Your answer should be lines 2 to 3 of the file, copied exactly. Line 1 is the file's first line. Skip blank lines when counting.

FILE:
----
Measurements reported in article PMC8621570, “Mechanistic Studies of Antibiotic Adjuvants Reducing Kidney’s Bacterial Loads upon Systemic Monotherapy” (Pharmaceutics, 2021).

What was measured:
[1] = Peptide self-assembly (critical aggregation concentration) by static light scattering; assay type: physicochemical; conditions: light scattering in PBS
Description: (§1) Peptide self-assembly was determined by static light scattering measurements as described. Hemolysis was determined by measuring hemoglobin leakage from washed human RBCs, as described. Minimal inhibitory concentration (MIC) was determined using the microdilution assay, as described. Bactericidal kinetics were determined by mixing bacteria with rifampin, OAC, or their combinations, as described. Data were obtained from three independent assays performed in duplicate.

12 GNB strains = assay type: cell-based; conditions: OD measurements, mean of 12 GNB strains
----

What was measured:
[1] = Peptide self-assembly (critical aggregation concentration) by static light scattering; assay type: physicochemical; conditions: light scattering in PBS